Mid-autumn Festival: Chinese Moon Cake Culture

September 24, 2009

BEIJING, Sept. 24 /PRNewswire-Asia/ — As October approaches, so does the
2009 Mid-Autumn Festival in China. The China Guide invites you to share in the
festivities and try one of the longest-standing cake recipes in history — the
Moon Cake.

Moon cakes are created in hand made wooden molds that give them their
traditional shape. Filled with lotus seed paste, duck eggs and yolks (and
other variations) they are different than a western style cake. Fillings vary
and some are heavier on the waistline than others.

More important than actually eating moon cakes is giving and receiving
them. If someone gives you moon cakes it shows they respect you and appreciate
their relationship with you. Not giving them is also a sign, so westerners
doing business in China should consider this. Its unlikely you will go wrong
giving, so if you are in doubt go ahead and give.

Packaging, price and quality are also part of the complex gift giving
ritual. If you give your business associate cheap moon cakes, it is a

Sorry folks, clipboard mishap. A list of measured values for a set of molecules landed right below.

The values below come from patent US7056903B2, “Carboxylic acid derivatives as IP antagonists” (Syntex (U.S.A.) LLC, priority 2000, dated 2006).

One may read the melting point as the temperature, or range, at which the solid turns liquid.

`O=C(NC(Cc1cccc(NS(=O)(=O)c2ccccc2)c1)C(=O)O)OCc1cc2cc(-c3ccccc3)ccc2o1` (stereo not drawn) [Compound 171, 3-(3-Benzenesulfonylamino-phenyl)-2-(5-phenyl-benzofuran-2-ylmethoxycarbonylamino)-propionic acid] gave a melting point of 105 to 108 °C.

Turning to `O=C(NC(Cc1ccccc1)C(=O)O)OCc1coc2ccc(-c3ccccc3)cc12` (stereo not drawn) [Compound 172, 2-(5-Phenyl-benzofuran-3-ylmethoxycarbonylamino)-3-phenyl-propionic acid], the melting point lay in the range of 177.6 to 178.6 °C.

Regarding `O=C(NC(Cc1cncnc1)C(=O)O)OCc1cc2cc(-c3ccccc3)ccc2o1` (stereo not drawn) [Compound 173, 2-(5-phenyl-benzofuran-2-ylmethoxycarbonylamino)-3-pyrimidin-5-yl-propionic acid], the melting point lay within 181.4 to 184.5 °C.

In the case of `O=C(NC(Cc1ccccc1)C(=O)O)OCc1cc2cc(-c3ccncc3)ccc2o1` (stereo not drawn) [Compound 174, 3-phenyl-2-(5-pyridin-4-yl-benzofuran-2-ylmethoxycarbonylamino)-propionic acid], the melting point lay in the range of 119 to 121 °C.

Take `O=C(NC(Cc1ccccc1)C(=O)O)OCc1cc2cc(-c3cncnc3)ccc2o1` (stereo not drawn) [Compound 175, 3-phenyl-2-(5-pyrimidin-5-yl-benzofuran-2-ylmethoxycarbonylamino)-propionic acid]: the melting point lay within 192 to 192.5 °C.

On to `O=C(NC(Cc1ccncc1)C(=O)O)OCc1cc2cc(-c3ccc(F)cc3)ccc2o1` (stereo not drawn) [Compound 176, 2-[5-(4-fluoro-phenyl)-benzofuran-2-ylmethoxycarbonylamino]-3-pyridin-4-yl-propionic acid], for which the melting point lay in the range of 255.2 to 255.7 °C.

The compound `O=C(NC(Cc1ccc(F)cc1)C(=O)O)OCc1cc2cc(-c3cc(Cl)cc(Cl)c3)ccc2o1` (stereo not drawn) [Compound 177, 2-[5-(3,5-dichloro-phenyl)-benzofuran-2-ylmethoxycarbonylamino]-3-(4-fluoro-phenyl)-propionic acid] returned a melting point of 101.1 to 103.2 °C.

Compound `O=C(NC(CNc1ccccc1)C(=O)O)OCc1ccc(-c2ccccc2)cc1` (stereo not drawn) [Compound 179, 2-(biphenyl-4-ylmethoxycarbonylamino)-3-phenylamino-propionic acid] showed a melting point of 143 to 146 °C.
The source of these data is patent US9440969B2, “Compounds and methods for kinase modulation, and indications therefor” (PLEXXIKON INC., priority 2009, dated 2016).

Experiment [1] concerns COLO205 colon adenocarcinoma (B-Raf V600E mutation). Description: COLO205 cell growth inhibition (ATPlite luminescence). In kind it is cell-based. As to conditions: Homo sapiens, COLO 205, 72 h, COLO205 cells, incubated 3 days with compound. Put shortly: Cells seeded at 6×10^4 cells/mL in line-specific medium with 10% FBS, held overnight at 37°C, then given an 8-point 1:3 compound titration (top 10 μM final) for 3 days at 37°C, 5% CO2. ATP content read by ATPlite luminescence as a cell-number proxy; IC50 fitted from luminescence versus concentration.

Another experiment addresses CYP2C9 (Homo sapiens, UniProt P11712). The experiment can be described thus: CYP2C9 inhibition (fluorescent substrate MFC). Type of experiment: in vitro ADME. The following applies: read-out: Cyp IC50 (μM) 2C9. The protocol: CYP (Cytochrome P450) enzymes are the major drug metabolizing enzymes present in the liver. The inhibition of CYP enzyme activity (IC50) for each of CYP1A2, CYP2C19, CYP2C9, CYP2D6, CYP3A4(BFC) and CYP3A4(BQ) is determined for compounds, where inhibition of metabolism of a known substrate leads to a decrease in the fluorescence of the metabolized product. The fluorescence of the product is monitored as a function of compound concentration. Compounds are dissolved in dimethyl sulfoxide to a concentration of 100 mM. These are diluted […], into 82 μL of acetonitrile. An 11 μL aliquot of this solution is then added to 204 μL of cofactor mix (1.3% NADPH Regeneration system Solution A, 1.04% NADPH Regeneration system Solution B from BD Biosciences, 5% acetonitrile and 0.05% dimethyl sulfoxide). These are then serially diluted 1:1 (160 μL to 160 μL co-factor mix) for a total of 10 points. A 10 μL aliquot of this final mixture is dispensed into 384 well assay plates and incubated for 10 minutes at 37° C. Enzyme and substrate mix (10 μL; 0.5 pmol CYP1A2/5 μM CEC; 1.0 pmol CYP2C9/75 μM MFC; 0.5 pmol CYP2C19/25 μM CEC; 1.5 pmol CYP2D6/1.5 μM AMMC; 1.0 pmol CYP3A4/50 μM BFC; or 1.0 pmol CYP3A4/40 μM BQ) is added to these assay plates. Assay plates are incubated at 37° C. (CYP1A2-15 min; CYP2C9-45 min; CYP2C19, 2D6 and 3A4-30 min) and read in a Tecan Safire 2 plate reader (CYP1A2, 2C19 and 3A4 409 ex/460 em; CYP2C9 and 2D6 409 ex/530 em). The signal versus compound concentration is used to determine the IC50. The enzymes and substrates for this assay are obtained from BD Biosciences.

reflection of their value to you. Best not to buy your moon cakes at Wal-Mart
in Beijing. Try one of the traditional local shops or visit one of the
international hotel chains to buy a decent gift set.

In autumn The China Guide (http://www.thechinaguide.com ) will be
introducing travelers to moon cake taste and culture. The China Guide offers
tours throughout China that showcase its ancient heritage alongside the modern.
“We want our travelers to have local experiences in China. Shopping for and
eating moon cakes are an aspect of China’s history that has a strong place in
the modern world,” says Peter Danford, director of The China Guide.

About The China Guide

The China Guide is a Beijing-based travel agency, American owned and
operated. Specializing in service, quality and hassle free web bookings, they
work with clients to customize tours that match their travel styles. Operating
only in China they have up-to-date knowledge and offer exciting experiences
for travelers including their famous Sleep on the Great Wall tour. The China
Guide avoids the common factory shopping stops that are not reflective of the
true China.

SOURCE The China Guide

Source: newswire

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